Reviews for Chasing Lincoln's Killer
Booklist Reviews 2008 December #1
Based on Manhunt (2006), his New York Times adult best-seller, Swanson provides a fast-paced account of the assassination of the sixteenth president and the gripping 12-day hunt for John Wilkes Booth and his fellow conspirators that followed. Though Booth remains his principal focus, the author cuts cinematically among the actions of the other conspirators. This device succeeds in building suspense but sometimes proves awkward and confusing, especially where chronology is concerned. Worse, there is no appended matter--no index, no notes on sources, no bibliography, no time line. As a result, statements like "It was the most beautiful night in the history of the capital," or "Jones eyes lit up," or "It was one of the happiest days of his life" are unsourced. The subject matter remains intrinsically fascinating, however, and Swanson s colorful account will hold readers interest throughout. The inclusion of period photographs and documents adds further immediacy to the story. Copyright 2008 Booklist Reviews.
Kirkus Reviews 2009 January #2
The 2009 bicentennial of Lincoln's birth has spawned a large crop of books about his life and presidency. Swanson offers an exhaustive look at his death and the 12-day search for his killer, including a discussion of Booth's motivations and descriptions of the parts played by others involved in the plot. Redacted from the author's 2006 bestseller Manhunt, this version features reproductions of photographs, articles and other archival material, as well as quotations liberally sprinkled throughout. Readers will find the list of the people involved a terrific help in keeping track of the large cast of characters. The sequence of events leading up to and following the assassination is meticulously detailed, sometimes graphically enough that some readers may be disconcerted, though others may be ghoulishly fascinated. Whether young readers will share the enthusiasm of their elders for the blow-by-blow description of this convoluted tale remains to be seen. If they do, this comprehensive examination should answer all of their questions. Sadly, except for one brief note attesting to the authenticity of the dialogue, there are no sourcing statements. (map) (Nonfiction. 12 & up) Copyright Kirkus 2009 Kirkus/BPI Communications.All rights reserved.
Publishers Weekly Reviews 2009 January #2
The YA version of Swanson's bestselling Manhunt, this account of Lincoln's assassination and the 12-day search for his killer reads like a historical thriller, no matter that the narrative jumps among its locations and characters. As President Lincoln delivers victory speeches in April 1865, an enraged John Wilkes Booth vows death: "Now, by God, I'll put him through." Every bit of dialogue is said to come from original sources, adding a chill to the already disturbing conspiracy that Swanson unfolds in detail as Booth persuades friends and sympathizers to join his plot and later, to give him shelter. The author gives even the well-known murder scene at Ford's Theatre enough dramatic flourish to make the subject seem fresh. While Lincoln lays dying, Booth's accomplices clumsily attempt to kill Secretary of State William H. Seward, and Booth talks his way past a guard meant to bar him from crossing a bridge into Maryland. In focusing on Booth, the author reveals the depth of divisions in the nation just after the war, the disorder within the government and the challenges ahead. Abundant period photographs and documents enhance the book's immediacy. Ages 12-up. (Feb.) [Page 49]. Copyright 2008 Reed Business Information.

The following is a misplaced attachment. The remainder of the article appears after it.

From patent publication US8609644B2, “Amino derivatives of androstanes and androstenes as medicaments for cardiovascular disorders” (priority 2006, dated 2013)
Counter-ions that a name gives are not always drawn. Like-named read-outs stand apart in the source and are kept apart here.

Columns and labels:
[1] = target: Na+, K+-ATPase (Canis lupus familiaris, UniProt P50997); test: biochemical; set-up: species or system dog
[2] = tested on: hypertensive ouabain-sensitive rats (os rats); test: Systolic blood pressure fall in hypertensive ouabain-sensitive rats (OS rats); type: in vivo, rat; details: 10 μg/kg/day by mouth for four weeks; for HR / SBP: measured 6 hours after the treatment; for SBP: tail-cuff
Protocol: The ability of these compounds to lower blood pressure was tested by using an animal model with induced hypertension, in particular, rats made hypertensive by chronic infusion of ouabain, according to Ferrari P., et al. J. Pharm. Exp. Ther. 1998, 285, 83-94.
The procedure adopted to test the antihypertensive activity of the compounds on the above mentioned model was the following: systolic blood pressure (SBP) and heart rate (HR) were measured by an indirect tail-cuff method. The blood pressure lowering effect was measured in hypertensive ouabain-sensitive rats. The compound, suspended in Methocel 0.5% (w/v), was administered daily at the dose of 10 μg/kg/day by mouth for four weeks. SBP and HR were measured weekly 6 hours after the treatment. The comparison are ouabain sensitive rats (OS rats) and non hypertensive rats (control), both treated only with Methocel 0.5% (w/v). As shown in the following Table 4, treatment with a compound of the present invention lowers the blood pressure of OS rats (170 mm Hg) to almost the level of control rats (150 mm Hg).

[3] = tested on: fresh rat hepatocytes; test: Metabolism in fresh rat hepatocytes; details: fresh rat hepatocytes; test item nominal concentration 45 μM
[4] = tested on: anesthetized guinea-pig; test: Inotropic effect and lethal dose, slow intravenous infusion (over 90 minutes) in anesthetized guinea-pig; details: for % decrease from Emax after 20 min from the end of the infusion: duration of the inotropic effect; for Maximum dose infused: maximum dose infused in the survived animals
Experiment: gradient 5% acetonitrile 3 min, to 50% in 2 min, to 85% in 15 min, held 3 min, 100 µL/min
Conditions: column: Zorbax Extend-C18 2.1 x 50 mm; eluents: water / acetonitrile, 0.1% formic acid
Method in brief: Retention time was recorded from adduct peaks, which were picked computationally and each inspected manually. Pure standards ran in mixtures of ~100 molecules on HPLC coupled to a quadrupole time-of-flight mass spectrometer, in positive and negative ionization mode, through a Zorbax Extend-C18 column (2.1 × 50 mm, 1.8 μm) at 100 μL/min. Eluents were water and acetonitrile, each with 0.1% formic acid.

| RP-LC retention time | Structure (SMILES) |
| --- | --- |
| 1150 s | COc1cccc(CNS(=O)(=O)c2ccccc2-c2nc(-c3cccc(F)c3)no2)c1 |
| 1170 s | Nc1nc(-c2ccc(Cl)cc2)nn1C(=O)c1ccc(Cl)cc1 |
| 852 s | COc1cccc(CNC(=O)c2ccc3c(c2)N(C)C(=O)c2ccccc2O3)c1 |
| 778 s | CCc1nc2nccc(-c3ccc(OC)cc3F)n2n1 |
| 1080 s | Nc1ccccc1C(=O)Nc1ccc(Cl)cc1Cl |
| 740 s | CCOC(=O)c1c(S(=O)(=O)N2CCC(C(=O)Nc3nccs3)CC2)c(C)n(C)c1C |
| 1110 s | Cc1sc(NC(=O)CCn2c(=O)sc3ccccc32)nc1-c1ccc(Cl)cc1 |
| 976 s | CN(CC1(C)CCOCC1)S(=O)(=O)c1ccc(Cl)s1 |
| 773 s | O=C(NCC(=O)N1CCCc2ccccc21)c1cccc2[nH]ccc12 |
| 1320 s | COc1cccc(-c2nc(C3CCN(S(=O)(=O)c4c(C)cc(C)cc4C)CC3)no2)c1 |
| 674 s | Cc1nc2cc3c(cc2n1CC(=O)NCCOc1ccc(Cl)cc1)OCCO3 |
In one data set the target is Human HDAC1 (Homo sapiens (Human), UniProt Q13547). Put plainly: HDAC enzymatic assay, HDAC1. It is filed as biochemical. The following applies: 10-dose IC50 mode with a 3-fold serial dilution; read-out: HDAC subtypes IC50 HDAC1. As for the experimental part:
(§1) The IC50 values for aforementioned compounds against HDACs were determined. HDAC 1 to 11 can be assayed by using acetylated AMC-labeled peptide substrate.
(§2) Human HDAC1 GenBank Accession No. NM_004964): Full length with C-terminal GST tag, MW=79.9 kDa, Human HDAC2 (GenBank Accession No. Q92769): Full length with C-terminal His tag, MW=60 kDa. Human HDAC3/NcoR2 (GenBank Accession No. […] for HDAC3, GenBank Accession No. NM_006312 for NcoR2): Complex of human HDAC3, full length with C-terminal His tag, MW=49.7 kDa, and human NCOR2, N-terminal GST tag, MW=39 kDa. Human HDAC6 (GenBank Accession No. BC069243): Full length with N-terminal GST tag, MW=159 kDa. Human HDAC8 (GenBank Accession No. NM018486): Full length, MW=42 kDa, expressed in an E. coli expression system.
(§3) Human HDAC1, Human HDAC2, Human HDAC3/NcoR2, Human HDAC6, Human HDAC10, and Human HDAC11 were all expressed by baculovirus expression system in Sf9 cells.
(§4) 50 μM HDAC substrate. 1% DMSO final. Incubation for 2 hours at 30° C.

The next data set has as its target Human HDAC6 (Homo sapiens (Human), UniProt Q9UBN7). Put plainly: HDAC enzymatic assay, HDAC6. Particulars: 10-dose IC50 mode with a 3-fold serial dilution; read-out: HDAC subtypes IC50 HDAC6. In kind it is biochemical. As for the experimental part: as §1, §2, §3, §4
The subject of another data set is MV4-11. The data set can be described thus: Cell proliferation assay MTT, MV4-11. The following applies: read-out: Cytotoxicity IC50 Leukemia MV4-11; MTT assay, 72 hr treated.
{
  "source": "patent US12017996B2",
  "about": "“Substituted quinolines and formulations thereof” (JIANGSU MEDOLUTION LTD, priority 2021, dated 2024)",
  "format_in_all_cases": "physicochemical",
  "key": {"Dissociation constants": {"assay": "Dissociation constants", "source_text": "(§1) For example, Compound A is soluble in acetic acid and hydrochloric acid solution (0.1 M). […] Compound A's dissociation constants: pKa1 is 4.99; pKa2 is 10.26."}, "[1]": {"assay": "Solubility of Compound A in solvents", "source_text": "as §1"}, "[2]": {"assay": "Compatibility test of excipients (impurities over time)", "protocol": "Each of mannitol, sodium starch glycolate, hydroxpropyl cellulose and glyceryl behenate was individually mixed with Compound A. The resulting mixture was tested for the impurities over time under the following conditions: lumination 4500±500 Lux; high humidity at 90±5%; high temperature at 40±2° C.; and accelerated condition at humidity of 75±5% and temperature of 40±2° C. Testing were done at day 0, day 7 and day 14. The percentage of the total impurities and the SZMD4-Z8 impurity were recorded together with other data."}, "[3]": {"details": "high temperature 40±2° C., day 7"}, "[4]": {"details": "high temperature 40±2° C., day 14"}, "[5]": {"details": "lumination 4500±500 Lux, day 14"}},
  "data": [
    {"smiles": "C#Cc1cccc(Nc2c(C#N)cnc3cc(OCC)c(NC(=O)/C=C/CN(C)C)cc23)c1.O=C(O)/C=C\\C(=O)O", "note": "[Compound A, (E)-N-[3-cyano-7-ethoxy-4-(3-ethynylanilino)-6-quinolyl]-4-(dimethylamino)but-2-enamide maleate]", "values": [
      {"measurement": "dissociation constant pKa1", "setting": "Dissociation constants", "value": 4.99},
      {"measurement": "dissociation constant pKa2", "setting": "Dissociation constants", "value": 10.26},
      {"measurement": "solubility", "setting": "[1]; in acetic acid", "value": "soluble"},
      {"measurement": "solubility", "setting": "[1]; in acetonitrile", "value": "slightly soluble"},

School Library Journal Reviews 2009 January
Gr 5 Up--This volume is an adaptation of Swanson's Manhunt: The 12-Day Chase for Lincoln's Killer (HarperCollins, 2006). Divided into 14 chapters and an epilogue, the sentences are shorter and chapters are condensed from the original but the rich details and suspense are ever present. Lacking are a bibliography and a notes section. Excellent black-and-white illustrations complement the text. Devoted to the South, John Wilkes Booth had planned to kidnap Lincoln and hold him hostage, but when that plan did not materialize, he hatched his assassination plot. Co-conspirators in Washington, Maryland, and Virginia helped him escape and evade capture for 12 days before being surrounded in a barn and killed. Readers will be engrossed by the almost hour-by-hour search and by the many people who encountered the killer as he tried to escape. It is a tale of intrigue and an engrossing mystery. With the approaching bicentennial of Lincoln's birth, this is a most welcome addition to all libraries.--Patricia Ann Owens, Wabash Valley College, Mt. Carmel, IL [Page 129]. Copyright 2008 Reed Business Information.